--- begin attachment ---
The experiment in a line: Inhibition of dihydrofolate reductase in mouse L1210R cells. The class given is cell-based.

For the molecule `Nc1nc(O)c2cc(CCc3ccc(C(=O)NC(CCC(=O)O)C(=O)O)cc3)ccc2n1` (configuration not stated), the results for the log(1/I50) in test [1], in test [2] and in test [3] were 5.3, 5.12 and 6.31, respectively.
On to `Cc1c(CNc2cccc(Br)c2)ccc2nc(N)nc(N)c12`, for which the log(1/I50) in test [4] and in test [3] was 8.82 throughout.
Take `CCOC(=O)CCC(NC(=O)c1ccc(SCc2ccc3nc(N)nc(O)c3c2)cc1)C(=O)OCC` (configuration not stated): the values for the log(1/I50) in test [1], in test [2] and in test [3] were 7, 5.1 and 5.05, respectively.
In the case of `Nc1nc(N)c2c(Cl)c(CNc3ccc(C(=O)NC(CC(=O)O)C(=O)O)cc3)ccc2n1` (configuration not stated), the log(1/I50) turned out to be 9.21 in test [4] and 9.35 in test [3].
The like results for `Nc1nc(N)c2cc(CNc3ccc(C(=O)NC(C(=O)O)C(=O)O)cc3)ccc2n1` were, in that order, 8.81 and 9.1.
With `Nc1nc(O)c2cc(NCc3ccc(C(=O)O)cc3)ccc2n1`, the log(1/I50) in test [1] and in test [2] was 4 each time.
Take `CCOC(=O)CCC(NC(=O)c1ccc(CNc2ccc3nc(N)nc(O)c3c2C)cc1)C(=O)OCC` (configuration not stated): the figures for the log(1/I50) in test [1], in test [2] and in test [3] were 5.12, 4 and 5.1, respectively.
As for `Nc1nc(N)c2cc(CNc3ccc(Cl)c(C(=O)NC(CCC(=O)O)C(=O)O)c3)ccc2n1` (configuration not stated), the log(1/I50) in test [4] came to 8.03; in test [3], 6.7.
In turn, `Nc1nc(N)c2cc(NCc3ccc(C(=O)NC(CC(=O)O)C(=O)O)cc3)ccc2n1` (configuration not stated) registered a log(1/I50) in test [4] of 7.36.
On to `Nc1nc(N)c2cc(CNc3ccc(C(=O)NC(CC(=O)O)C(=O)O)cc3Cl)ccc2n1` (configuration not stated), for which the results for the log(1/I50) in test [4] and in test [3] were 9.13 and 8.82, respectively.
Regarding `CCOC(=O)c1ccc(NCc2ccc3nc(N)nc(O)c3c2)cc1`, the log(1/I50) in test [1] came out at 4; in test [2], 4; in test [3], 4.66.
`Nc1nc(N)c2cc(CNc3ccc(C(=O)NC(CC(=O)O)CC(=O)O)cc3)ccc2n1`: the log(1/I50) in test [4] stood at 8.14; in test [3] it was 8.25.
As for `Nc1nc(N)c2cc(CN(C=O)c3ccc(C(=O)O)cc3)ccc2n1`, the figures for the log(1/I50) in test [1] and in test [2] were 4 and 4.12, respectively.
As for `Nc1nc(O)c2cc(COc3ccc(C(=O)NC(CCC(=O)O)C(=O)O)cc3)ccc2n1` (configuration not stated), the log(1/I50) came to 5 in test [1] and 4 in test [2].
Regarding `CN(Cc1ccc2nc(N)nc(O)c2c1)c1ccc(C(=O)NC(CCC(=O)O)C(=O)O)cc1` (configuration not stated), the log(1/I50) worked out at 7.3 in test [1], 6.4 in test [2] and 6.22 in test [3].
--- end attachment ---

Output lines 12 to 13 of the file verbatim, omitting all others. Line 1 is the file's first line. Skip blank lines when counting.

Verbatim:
Regarding `CCOC(=O)c1ccc(NCc2ccc3nc(N)nc(O)c3c2)cc1`, the log(1/I50) in test [1] came out at 4; in test [2], 4; in test [3], 4.66.
`Nc1nc(N)c2cc(CNc3ccc(C(=O)NC(CC(=O)O)CC(=O)O)cc3)ccc2n1`: the log(1/I50) in test [4] stood at 8.14; in test [3] it was 8.25.